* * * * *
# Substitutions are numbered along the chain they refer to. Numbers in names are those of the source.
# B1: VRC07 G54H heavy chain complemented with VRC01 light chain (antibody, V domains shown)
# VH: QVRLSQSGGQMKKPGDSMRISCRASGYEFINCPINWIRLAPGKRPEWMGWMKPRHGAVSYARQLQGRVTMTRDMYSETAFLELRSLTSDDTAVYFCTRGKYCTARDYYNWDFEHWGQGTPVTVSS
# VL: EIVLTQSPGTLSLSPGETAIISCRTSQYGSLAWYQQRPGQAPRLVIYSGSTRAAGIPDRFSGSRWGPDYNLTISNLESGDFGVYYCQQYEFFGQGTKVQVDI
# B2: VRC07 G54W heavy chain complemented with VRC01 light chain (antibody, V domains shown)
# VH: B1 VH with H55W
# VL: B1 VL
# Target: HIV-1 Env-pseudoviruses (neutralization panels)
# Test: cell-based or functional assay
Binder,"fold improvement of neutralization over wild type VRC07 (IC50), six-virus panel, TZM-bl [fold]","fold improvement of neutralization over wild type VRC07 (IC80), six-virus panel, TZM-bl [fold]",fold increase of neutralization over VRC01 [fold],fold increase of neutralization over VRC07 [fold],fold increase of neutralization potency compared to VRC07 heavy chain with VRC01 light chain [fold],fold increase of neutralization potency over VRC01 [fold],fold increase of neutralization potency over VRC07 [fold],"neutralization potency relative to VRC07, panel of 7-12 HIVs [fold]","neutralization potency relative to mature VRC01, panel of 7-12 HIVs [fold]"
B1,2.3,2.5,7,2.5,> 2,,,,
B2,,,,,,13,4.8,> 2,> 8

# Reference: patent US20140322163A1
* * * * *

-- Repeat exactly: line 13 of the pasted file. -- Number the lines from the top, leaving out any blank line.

# Reference: patent US20140322163A1